29

Nov 12

The Pursuit of Happiness: “Consciousness Raising as a Social Tool”

The Pursuit of Happiness -- Love Junk

For reasons that remain mysterious, the Love Junk album is commonly referred to among fans as “TPOH.”

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You’ve just got to wonder why a song with the title “Consciousness Raising as a Social Tool” wasn’t a huge hit. It rolls off the tongue so easily. But inexplicable as that may be, The Pursuit of Happiness did in fact have a minor hit, “I’m an Adult Now,” off of their debut album, 1988’s Love Junk (which this song also came from). It was a pretty big hit on college radio and other alternative stations (I remember it getting a lot of play on Boston’s WFNX at the time), with its wryly funny lyrics of getting “old” (lead singer and songwriter Moe Berg was all of 29 at the time). Definitely search it out — it’s a great, catchy, and funny song.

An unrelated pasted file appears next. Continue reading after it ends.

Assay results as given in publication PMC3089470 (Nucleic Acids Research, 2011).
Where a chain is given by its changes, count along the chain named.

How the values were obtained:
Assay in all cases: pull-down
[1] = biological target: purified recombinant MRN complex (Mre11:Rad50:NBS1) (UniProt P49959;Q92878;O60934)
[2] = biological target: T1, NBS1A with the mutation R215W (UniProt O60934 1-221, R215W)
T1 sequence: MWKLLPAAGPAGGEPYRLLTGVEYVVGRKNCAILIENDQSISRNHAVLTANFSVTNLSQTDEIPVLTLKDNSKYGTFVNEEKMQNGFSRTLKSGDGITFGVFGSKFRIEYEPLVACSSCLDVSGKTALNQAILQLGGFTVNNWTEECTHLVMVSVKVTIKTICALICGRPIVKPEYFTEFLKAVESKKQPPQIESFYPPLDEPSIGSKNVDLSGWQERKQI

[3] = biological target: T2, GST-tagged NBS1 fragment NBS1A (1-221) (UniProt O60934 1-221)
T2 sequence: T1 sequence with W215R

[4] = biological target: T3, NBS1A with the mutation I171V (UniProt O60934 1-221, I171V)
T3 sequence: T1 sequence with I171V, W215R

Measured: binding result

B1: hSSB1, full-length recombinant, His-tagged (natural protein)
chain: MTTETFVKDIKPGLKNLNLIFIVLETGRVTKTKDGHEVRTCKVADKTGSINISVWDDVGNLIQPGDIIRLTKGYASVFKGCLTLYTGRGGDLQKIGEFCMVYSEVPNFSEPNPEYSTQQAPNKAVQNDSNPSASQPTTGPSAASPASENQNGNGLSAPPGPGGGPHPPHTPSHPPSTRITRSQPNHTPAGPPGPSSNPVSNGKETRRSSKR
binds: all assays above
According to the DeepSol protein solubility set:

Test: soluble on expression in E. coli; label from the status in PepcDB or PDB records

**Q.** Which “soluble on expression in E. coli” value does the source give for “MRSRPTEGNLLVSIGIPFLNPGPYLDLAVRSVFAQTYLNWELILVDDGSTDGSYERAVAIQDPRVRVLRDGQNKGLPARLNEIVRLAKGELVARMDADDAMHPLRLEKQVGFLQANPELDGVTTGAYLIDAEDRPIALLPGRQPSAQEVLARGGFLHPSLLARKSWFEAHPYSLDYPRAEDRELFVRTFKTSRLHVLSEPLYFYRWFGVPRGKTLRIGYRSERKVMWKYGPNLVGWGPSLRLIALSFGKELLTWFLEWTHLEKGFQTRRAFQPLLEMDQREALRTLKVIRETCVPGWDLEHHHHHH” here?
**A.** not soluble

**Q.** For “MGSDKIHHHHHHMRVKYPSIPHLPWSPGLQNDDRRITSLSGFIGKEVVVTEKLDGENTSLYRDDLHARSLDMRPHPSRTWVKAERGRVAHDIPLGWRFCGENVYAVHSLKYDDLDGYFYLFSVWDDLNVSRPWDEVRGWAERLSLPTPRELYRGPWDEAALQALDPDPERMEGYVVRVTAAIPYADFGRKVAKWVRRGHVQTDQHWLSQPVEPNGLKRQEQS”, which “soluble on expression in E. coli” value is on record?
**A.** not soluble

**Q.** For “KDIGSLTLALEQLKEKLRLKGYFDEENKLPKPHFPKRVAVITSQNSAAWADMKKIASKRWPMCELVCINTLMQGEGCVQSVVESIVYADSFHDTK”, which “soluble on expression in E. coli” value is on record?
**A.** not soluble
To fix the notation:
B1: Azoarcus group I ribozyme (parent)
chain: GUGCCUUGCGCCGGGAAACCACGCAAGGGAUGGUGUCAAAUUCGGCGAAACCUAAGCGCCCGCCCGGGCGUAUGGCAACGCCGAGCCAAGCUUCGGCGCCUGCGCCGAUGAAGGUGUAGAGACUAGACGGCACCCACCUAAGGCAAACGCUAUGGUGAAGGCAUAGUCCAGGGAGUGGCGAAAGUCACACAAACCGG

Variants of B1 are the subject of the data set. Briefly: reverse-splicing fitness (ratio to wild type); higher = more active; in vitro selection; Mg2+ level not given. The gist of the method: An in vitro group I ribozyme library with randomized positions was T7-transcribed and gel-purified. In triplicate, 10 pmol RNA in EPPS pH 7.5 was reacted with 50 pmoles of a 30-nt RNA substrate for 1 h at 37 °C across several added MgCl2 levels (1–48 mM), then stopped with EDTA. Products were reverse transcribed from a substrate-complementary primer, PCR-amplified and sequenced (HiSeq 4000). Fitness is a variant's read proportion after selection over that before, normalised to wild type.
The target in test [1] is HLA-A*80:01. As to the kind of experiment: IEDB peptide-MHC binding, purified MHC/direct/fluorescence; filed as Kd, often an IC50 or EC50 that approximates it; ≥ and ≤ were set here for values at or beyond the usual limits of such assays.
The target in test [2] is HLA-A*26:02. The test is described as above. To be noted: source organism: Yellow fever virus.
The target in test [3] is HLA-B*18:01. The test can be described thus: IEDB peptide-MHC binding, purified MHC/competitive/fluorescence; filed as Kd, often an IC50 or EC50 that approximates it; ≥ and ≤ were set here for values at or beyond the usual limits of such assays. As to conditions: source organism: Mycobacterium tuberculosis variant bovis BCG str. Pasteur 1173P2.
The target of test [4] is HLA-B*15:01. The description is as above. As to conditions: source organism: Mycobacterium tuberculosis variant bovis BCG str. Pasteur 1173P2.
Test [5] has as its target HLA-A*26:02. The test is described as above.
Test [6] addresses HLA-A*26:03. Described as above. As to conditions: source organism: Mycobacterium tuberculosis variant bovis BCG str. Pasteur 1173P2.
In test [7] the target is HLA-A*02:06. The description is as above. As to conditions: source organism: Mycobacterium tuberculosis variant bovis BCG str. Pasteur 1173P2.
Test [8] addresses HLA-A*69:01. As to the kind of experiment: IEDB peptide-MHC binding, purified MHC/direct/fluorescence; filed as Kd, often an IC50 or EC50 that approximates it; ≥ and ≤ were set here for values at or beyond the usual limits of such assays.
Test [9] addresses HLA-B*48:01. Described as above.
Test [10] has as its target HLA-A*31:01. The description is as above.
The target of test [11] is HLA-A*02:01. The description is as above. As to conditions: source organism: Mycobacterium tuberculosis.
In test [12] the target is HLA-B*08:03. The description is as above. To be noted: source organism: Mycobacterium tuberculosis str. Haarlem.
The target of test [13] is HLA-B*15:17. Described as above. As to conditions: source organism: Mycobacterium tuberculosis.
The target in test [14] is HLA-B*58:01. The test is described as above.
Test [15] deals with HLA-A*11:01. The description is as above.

Love Junk was produced by musician and producer extraordinaire, Todd Rundgren, and in fact sounds very much like a good Utopia album (Rundgren’s band when he wasn’t recording solo). How much that has to do with Rundgren’s production, the influence of Rundgren on Berg’s songwriting, or Berg’s vocal resemblance to Utopia’s Kasim Sulton remains up for debate. But whatever the case, it’s a strong album of power-pop that was one of the better releases of its year. It has since lost a bit of its overall appeal for me in the years since, sounding slightly dated now, but my favorite song on the album, the rocking “Consciousness Raising as a Social Tool,” still sounds great all these years later. After the jangly intro, it kicks into the loud, crunching guitar chords that are still pretty undeniable, and Berg’s voice is put to its best use here. Occasionally a bit on the reedy side, it works well with the song’s melody and power. There are only a couple of verses to this song, basically a tongue-in-cheek suggestion that some people turn to social activism in order to make friends (actually some truth to that, I’m sure). But with the song rocking out as hard as it does, the lyrics here are actually pretty secondary to the song’s overall attraction. Kick it!

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